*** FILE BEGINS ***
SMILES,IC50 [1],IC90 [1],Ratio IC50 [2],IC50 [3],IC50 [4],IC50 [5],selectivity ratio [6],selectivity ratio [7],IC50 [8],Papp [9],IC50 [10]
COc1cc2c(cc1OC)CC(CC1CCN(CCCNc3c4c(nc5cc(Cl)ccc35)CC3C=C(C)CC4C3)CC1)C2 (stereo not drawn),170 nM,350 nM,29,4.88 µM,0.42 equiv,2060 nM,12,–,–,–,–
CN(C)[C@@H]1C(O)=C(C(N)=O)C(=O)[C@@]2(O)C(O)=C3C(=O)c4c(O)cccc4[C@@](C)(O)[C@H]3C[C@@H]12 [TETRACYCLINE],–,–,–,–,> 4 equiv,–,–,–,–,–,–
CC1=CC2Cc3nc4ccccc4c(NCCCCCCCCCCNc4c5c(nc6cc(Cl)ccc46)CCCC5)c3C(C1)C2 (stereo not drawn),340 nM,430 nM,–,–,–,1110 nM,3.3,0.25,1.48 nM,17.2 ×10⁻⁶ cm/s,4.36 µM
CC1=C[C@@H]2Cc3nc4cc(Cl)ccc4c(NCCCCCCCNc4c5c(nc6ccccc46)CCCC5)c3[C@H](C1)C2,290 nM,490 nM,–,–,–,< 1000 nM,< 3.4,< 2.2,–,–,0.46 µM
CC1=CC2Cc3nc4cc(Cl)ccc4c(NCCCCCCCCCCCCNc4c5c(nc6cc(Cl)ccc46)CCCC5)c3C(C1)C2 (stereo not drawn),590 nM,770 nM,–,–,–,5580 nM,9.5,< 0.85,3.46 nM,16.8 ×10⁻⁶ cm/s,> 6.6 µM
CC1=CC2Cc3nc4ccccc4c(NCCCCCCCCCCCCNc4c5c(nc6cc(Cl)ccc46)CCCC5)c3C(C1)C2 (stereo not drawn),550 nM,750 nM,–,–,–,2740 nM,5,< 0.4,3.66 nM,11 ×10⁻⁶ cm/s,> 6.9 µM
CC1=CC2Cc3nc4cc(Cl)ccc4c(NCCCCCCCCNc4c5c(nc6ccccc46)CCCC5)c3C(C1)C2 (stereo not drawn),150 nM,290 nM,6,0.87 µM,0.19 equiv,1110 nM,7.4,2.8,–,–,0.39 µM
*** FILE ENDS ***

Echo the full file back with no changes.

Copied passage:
SMILES,IC50 [1],IC90 [1],Ratio IC50 [2],IC50 [3],IC50 [4],IC50 [5],selectivity ratio [6],selectivity ratio [7],IC50 [8],Papp [9],IC50 [10]
COc1cc2c(cc1OC)CC(CC1CCN(CCCNc3c4c(nc5cc(Cl)ccc35)CC3C=C(C)CC4C3)CC1)C2 (stereo not drawn),170 nM,350 nM,29,4.88 µM,0.42 equiv,2060 nM,12,–,–,–,–
CN(C)[C@@H]1C(O)=C(C(N)=O)C(=O)[C@@]2(O)C(O)=C3C(=O)c4c(O)cccc4[C@@](C)(O)[C@H]3C[C@@H]12 [TETRACYCLINE],–,–,–,–,> 4 equiv,–,–,–,–,–,–
CC1=CC2Cc3nc4ccccc4c(NCCCCCCCCCCNc4c5c(nc6cc(Cl)ccc46)CCCC5)c3C(C1)C2 (stereo not drawn),340 nM,430 nM,–,–,–,1110 nM,3.3,0.25,1.48 nM,17.2 ×10⁻⁶ cm/s,4.36 µM
CC1=C[C@@H]2Cc3nc4cc(Cl)ccc4c(NCCCCCCCNc4c5c(nc6ccccc46)CCCC5)c3[C@H](C1)C2,290 nM,490 nM,–,–,–,< 1000 nM,< 3.4,< 2.2,–,–,0.46 µM
CC1=CC2Cc3nc4cc(Cl)ccc4c(NCCCCCCCCCCCCNc4c5c(nc6cc(Cl)ccc46)CCCC5)c3C(C1)C2 (stereo not drawn),590 nM,770 nM,–,–,–,5580 nM,9.5,< 0.85,3.46 nM,16.8 ×10⁻⁶ cm/s,> 6.6 µM
CC1=CC2Cc3nc4ccccc4c(NCCCCCCCCCCCCNc4c5c(nc6cc(Cl)ccc46)CCCC5)c3C(C1)C2 (stereo not drawn),550 nM,750 nM,–,–,–,2740 nM,5,< 0.4,3.66 nM,11 ×10⁻⁶ cm/s,> 6.9 µM
CC1=CC2Cc3nc4cc(Cl)ccc4c(NCCCCCCCCNc4c5c(nc6ccccc46)CCCC5)c3C(C1)C2 (stereo not drawn),150 nM,290 nM,6,0.87 µM,0.19 equiv,1110 nM,7.4,2.8,–,–,0.39 µM